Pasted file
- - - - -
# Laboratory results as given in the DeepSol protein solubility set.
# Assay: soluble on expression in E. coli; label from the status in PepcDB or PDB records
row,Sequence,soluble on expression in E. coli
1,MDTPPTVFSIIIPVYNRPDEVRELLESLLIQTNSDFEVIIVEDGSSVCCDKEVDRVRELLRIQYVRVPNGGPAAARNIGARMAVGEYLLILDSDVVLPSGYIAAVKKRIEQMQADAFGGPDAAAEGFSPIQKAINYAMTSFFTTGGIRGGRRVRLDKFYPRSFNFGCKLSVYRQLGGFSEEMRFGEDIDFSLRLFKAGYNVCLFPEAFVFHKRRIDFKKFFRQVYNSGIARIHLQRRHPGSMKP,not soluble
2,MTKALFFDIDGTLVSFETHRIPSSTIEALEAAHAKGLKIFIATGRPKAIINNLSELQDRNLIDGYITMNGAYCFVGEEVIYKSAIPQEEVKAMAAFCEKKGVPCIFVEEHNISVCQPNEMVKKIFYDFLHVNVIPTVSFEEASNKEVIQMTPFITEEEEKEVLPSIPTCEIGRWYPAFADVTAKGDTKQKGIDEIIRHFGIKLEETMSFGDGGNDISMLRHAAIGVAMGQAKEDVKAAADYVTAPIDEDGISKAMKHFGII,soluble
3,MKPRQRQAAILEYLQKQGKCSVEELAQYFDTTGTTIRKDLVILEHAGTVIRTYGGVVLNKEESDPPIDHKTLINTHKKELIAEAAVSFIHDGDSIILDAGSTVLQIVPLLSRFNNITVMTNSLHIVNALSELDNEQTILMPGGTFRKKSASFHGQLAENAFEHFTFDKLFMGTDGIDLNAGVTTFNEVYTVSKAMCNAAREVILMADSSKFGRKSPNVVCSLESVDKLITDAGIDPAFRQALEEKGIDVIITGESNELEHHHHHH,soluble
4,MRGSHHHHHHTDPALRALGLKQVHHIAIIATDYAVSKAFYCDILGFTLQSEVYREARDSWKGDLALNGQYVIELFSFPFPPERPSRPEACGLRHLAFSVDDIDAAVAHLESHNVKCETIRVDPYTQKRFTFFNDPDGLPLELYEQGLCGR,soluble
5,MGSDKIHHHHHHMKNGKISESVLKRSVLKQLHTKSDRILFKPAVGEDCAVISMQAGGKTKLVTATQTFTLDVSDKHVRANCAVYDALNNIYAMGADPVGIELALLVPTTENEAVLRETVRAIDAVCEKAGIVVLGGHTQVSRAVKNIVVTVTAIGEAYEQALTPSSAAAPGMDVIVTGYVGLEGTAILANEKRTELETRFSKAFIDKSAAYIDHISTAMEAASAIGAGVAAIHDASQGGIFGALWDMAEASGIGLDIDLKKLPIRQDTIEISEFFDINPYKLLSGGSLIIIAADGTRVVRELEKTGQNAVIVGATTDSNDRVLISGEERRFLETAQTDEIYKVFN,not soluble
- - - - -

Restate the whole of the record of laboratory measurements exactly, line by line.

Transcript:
# Laboratory results as given in the DeepSol protein solubility set.
# Assay: soluble on expression in E. coli; label from the status in PepcDB or PDB records
row,Sequence,soluble on expression in E. coli
1,MDTPPTVFSIIIPVYNRPDEVRELLESLLIQTNSDFEVIIVEDGSSVCCDKEVDRVRELLRIQYVRVPNGGPAAARNIGARMAVGEYLLILDSDVVLPSGYIAAVKKRIEQMQADAFGGPDAAAEGFSPIQKAINYAMTSFFTTGGIRGGRRVRLDKFYPRSFNFGCKLSVYRQLGGFSEEMRFGEDIDFSLRLFKAGYNVCLFPEAFVFHKRRIDFKKFFRQVYNSGIARIHLQRRHPGSMKP,not soluble
2,MTKALFFDIDGTLVSFETHRIPSSTIEALEAAHAKGLKIFIATGRPKAIINNLSELQDRNLIDGYITMNGAYCFVGEEVIYKSAIPQEEVKAMAAFCEKKGVPCIFVEEHNISVCQPNEMVKKIFYDFLHVNVIPTVSFEEASNKEVIQMTPFITEEEEKEVLPSIPTCEIGRWYPAFADVTAKGDTKQKGIDEIIRHFGIKLEETMSFGDGGNDISMLRHAAIGVAMGQAKEDVKAAADYVTAPIDEDGISKAMKHFGII,soluble
3,MKPRQRQAAILEYLQKQGKCSVEELAQYFDTTGTTIRKDLVILEHAGTVIRTYGGVVLNKEESDPPIDHKTLINTHKKELIAEAAVSFIHDGDSIILDAGSTVLQIVPLLSRFNNITVMTNSLHIVNALSELDNEQTILMPGGTFRKKSASFHGQLAENAFEHFTFDKLFMGTDGIDLNAGVTTFNEVYTVSKAMCNAAREVILMADSSKFGRKSPNVVCSLESVDKLITDAGIDPAFRQALEEKGIDVIITGESNELEHHHHHH,soluble
4,MRGSHHHHHHTDPALRALGLKQVHHIAIIATDYAVSKAFYCDILGFTLQSEVYREARDSWKGDLALNGQYVIELFSFPFPPERPSRPEACGLRHLAFSVDDIDAAVAHLESHNVKCETIRVDPYTQKRFTFFNDPDGLPLELYEQGLCGR,soluble
5,MGSDKIHHHHHHMKNGKISESVLKRSVLKQLHTKSDRILFKPAVGEDCAVISMQAGGKTKLVTATQTFTLDVSDKHVRANCAVYDALNNIYAMGADPVGIELALLVPTTENEAVLRETVRAIDAVCEKAGIVVLGGHTQVSRAVKNIVVTVTAIGEAYEQALTPSSAAAPGMDVIVTGYVGLEGTAILANEKRTELETRFSKAFIDKSAAYIDHISTAMEAASAIGAGVAAIHDASQGGIFGALWDMAEASGIGLDIDLKKLPIRQDTIEISEFFDINPYKLLSGGSLIIIAADGTRVVRELEKTGQNAVIVGATTDSNDRVLISGEERRFLETAQTDEIYKVFN,not soluble